May 1878 GROSSER KURFURST Sunk
SMS Grosser Kurfürst
was an ironclad turret ship of the German Kaiserliche Marine. She
was laid down at the Imperial Dockyard in Wilhelmshaven in 1870 and
completed in 1878; her long construction time was in part due to a
redesign that was completed after work on the ship had begun. Her
main battery of four 26 cm (10 in) guns was initially to be placed
in a central armored battery, but during the redesign this was altered
to a pair of twin gun turrets amidships. (wiki)
On May 31st 1878,
while three German warships were holding an exercise in the channel,
the "Grosser Kurfurst" and the "Koenig Wilhelm"
found themselves on a collision course as they changed direction to
avoid a Norwegian barque.
The German turret
ironclad warship "Grosser Kurfurst" which had been sent
out on her maiden voyage on 29th May 1878, was rammed by "Konig
Wilhelm" as she tore away she left a 20 foot long by 14 feet
wide opening on "Grosser Kurfust" port side in her armour
plating below the waterline. She went down with 287 lives.
The German government
in 1881 erected a stone obelisk memorial to the mass grave in Folkestone's
Cheriton Road cemetery.
REMEMBER THE GROSSER
off Folkestone on
31st May 1878
Ober Fw. Maat HENSEL
Ober Fw. Maat RÜBNER
Fw. Maat HAGEN
Schreiber (Maat) MEYER
Maat GRAWE gnt. FISCHER
Maat DEHN gnt. KOCK
Maat von LENGEN
Maat von OESEN
30.05.1878, Folkstone S.M.S. Grosser Kurfürst
shipwreck is protected
The wreck has
been scheduled and added to the National Heritage List for England.
Scheduling means that recreational divers have permission to dive
the wreck but its contents are given a level of protection. The
associated memorial at Cheriton Road Cemetery in Folkestone has
been listed at Grade II. Spring 2020.
Wessex Archaeology dated 5th September 2019: On Friday, subject to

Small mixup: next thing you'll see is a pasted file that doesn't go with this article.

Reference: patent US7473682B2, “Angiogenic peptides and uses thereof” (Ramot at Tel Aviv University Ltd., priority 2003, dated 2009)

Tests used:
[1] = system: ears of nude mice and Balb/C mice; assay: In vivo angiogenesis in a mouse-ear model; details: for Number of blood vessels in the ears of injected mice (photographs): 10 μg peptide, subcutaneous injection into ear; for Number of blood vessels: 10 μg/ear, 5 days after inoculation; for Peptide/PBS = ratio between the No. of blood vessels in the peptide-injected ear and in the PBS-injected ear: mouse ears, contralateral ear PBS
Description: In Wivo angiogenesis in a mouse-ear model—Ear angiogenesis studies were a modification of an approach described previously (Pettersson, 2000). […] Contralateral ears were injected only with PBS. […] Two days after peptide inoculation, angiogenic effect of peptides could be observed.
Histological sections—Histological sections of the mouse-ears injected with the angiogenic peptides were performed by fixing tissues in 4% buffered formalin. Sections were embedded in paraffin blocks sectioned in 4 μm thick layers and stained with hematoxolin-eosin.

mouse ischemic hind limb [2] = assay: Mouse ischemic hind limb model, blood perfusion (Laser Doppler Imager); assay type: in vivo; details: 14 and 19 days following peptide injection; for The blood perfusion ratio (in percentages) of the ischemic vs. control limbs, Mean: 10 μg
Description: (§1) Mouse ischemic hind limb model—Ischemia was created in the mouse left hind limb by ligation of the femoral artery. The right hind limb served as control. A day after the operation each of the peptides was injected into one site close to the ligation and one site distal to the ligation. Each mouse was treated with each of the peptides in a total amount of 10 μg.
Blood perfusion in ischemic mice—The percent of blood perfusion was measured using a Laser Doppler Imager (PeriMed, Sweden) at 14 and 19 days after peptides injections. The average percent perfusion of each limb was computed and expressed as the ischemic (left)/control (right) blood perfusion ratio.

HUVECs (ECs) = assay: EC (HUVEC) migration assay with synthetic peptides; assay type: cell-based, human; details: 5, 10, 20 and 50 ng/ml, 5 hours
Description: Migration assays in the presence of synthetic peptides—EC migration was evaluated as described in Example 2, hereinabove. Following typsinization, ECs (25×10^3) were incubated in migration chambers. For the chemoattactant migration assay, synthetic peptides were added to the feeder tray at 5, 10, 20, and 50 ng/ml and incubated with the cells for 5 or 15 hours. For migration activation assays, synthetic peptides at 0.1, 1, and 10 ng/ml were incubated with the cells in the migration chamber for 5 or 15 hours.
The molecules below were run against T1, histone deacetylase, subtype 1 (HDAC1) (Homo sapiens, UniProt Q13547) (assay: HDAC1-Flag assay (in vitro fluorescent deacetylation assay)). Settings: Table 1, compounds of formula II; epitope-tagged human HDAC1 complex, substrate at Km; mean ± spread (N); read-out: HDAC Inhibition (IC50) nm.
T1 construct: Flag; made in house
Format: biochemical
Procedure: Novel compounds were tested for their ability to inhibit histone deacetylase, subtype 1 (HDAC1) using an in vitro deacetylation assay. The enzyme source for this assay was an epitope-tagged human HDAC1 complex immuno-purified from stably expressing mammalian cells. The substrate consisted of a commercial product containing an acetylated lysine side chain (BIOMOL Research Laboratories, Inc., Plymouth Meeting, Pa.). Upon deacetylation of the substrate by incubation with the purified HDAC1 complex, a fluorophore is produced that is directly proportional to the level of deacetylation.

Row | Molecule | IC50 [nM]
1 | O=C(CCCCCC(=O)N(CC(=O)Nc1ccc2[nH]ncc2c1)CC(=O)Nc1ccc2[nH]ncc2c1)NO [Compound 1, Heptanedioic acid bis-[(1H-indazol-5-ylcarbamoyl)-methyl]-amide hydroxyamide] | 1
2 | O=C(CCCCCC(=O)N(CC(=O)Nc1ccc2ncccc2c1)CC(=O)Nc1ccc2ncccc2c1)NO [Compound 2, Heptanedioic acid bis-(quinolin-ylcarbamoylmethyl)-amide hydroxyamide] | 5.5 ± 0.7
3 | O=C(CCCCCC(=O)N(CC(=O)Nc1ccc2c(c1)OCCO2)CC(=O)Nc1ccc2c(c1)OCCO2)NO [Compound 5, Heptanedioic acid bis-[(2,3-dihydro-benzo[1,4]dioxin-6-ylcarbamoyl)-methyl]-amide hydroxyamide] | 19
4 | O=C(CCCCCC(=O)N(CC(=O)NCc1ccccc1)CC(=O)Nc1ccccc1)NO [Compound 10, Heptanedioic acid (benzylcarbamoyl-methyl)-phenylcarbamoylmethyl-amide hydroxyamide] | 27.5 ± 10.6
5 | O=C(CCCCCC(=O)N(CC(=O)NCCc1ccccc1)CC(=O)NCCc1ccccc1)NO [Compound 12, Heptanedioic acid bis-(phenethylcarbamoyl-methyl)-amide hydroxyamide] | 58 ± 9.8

weather, a Wessex Archaeology dive team will begin a non-intrusive
survey of the wreck of the Grosser Kurfürst for Historic England.
Using data supplied by the UKHO, our marine geophysicists have processed
this multibeam sonar plan-view image of the wreck. Although it is
partially collapsed, you can see that the hull is upside-down, just
as the historical records suggest the ship sank. However, this data
does not tell us everything and, using hand-held imaging sonar and
sharp eyes, our divers will be trying to answer a number of questions
about this large wreck.
As an ‘ironclad’,
the ship is from a revolutionary period in naval warfare in which
navies moved from reliance upon wooden to armoured ships and which
saw the emergence of the forerunners of the great Dreadnought battleships
of the First World War. It was a highly experimental time that briefly
saw the return of the ancient ram, but ended with the dominance of
armour plate and the big gun. It is rare for European ocean-going
ironclad warships to be studied archaeologically, so we hope that
this work will contribute to our knowledge of this fascinating period
in naval history.
Note: The wreck is upside down on the seabe. To stop
the dead bodies from being washed up on the beaches, a number of nets
was put on the wreck to keep the dead in the vessel,and the area was
a dumping ground for clinker (used to coal from railway ships).
died while visiting this shipwreck.